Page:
On paper, the Conservative Party candidate appears to be a career politician. Since studying Public Policy, Government and Management at the University of Birmingham, Matthew Scott has been a local councillor and currently works as a Parliamentary Manager in Westminster. You can read the biography on his website and make up your own mind, but, to me, it seems Mr Scott’s credentials stem from liaising with the police from the outside, rather than any direct experience of the running or day-to-day affairs of the Force. Whilst not wishing to unfairly undermine his own skills and experience (which I am sure are many), if Mr Scott is the most experienced candidate the Conservative Party can put forward for Kent PCC, then one must wonder about the credentials of those who didn’t make the cut.

Steve Uncles is the only 2012 candidate making a return appearance. As the English Democrats’ candidate, Mr Uncles achieved a remarkable 5.3% of the vote, only being beaten into last place by independent Dai Liyanage, who attracted 3.7%. This time round, Mr Uncles is awaiting trial for an alleged election offence dating back to April 2013 – and even (successfully) applied to have his trial postponed until after this election. Whilst I am a firm believer in the principle of being innocent until proven guilty, what must it say of a man when he is more concerned with chasing elected office than clearing his name? I will let readers decide the answer to that question themselves.

David Naghi, the Liberal Democrat candidate, represents East Ward on Maidstone Borough Council. Otherwise, I honestly know very little about his experience or credentials for this role. Indeed, despite being on the Statement of Persons Nominated, at the time of going to pixel, he was not listed on the Lib Dem website’s PCC candidates page. Equally, I’m sorry to say that I know very little about the independent candidate Gurvinder Sandher, besides being the Director of the Kent Equality Cohesion Council.

Of the six candidates on the ballot paper, that leaves Medway Councillor Tris Osborne, who is standing for the Labour Party, and Henry Bolton OBE. Both have frontline policing experience, but, in my opinion, Mr Bolton’s background makes him the best-suited candidate for the job. That said, I am not completely dismissing Tris as a possible PCC, as you will see later on in this article.

For the first time, I am heading into an election without being constrained by membership of a political party, so I am free to publicly support whoever I wish. I have decided to be so open about endorsing the UKIP candidate, despite no longer being a member of that party, partly because of his experience, but also because UKIP’s stated policy is that their PCCs should be answerable to the needs of the people who elect them, and not to a national party whip. That independence is crucial in such a key role.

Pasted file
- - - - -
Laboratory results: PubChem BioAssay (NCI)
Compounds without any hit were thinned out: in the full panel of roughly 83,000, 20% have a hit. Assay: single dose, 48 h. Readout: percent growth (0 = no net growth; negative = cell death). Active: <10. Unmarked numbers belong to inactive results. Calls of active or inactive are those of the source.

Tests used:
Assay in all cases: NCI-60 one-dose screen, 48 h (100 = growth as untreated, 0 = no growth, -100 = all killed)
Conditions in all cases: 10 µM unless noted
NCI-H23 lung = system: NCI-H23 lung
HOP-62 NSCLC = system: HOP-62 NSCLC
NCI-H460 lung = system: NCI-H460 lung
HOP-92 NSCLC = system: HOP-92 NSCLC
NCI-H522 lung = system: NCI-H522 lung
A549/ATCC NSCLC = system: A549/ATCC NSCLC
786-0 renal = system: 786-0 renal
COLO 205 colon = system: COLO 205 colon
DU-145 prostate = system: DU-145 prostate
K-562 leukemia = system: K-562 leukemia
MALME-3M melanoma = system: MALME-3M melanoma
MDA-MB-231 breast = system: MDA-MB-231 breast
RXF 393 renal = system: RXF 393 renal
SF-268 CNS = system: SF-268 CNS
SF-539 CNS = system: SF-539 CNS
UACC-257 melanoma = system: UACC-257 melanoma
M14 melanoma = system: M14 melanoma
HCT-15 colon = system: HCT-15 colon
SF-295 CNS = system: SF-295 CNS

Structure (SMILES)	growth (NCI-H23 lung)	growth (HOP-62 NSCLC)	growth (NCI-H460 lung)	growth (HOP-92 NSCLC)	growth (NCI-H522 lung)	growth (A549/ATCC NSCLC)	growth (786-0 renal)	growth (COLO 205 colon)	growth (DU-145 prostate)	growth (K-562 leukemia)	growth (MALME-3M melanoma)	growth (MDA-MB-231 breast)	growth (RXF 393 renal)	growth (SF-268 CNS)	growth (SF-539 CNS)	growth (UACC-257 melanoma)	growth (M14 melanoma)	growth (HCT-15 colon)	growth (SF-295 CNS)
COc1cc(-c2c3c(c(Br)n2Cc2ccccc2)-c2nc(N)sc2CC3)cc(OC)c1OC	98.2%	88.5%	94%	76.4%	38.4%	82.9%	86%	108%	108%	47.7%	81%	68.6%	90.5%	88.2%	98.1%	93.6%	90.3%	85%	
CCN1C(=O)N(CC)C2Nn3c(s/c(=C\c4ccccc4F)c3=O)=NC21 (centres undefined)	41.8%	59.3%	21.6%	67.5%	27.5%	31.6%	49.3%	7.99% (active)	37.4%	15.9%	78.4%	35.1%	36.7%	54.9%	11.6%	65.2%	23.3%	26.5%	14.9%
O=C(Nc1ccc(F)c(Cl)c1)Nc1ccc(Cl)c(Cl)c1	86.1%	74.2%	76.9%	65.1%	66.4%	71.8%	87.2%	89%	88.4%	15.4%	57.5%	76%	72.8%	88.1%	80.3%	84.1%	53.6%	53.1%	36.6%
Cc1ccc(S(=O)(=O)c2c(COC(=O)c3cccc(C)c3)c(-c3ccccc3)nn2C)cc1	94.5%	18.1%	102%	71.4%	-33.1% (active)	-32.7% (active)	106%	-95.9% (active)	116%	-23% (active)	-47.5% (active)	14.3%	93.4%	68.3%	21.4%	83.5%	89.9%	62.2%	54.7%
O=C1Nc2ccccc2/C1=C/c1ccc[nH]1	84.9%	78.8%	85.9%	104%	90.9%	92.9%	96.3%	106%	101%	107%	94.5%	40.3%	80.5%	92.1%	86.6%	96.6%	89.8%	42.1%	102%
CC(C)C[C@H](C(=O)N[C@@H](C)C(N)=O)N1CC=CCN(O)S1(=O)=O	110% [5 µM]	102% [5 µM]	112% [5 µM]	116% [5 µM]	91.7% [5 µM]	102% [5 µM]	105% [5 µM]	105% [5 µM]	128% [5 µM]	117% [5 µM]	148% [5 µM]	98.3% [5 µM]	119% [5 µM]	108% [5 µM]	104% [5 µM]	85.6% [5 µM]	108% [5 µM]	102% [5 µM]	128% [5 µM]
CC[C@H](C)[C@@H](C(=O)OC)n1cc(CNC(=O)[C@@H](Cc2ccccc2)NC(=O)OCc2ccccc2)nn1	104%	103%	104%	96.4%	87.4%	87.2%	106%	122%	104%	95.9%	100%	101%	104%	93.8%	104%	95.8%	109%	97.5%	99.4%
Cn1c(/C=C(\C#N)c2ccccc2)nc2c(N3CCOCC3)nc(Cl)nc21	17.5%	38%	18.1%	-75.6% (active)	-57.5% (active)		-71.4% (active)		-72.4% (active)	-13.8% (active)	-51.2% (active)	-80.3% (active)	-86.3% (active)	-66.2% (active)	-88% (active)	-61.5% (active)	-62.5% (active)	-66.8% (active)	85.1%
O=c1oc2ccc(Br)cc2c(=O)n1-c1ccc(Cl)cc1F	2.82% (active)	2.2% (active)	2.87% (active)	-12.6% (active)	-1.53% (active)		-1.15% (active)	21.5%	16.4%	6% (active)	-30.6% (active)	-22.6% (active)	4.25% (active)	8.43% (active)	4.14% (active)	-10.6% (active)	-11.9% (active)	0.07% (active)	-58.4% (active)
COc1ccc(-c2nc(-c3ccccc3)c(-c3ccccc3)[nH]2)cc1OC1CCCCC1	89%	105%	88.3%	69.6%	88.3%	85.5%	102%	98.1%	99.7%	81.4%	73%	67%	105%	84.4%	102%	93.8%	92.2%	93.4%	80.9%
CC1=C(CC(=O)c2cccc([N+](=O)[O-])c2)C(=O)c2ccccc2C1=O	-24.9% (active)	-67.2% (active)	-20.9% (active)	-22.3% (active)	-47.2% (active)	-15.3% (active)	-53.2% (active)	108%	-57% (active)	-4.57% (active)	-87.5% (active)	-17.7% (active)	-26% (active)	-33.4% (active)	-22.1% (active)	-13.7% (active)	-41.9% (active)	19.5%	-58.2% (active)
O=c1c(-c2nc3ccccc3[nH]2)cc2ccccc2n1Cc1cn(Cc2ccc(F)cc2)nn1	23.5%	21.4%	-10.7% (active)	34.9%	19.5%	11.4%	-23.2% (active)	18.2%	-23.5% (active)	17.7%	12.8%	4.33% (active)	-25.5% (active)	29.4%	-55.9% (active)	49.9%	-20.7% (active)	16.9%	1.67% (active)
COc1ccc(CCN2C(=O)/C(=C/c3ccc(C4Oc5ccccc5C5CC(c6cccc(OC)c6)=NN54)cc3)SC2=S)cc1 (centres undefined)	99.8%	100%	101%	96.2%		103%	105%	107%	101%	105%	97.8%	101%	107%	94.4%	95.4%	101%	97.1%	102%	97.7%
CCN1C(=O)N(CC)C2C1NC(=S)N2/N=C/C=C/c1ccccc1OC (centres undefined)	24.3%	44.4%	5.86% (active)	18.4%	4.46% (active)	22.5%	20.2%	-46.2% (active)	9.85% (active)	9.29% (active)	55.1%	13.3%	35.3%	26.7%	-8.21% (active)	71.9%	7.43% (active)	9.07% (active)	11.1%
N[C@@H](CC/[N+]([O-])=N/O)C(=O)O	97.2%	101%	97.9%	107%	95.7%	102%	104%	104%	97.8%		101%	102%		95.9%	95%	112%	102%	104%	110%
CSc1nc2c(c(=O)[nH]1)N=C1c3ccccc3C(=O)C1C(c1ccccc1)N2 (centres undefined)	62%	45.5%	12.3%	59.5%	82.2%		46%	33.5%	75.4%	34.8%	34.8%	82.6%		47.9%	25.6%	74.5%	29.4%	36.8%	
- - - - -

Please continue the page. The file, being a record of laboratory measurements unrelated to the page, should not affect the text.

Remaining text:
Henry Bolton has spent 21 years in the military, as an infantry and intelligence officer with the British Army. Upon leaving the Army, Mr Bolton spent six years as a civilian police officer with Thames Valley Police, before being seconded to the Foreign & Commonwealth Office by the European Union as Security and Defence Planner for Georgia, Libya, Ukraine, Kosovo and Afghanistan.

You can read Mr Bolton’s full biography for yourselves (if you can forgive the website looking like something from the early 2000s – no one is perfect, after all!), but of particular note are his work as the Head of the International Police in Croatia, leading “a number of international diplomatic missions to help various governments to reform their police, border guard and other security services” and assisting “governments in building cross-governmental, multi-agency coordination and strategies to enhance national security and the rule of law”. He was awarded the OBE in 2013 for “Services to International Security”.

If ever there were a candidate for whom the role of PCC was created, it must surely be Henry Bolton. If the voters of Kent wish to repeat the 2012 result and elect a candidate on the strength of their skills and experience, rather than their party, then, on 5 May, they should mark one of their crosses next to Henry Bolton and ensure that their next Police and Crime Commissioner is a man with the experience to get the job done, and get it done right.

Don’t lose your second vote

Don’t forget that you have two votes in the PCC election and can support a first- and a second-choice candidate. If no candidate has more than 50% of the vote after all first-choice votes have been counted, then all but the two highest-polling candidates are eliminated and any second-choice votes from those ballot papers will be added to the remaining two candidates. In the 2012 election, Ann Barnes, the ultimate victor, attained 46.8% of first-choice votes and won thanks to favourable second-choice votes.

Tris OsborneI will be casting my second vote for the Labour Party candidate Tris Osborne. Again, this is not because I have suddenly started supporting Labour (far from it), but because he is local (to Medway) and also has front-line experience in policing as a former Special Constable. He is very approachable and I believe he would be a strong voice for both Kent residents and Kent Police.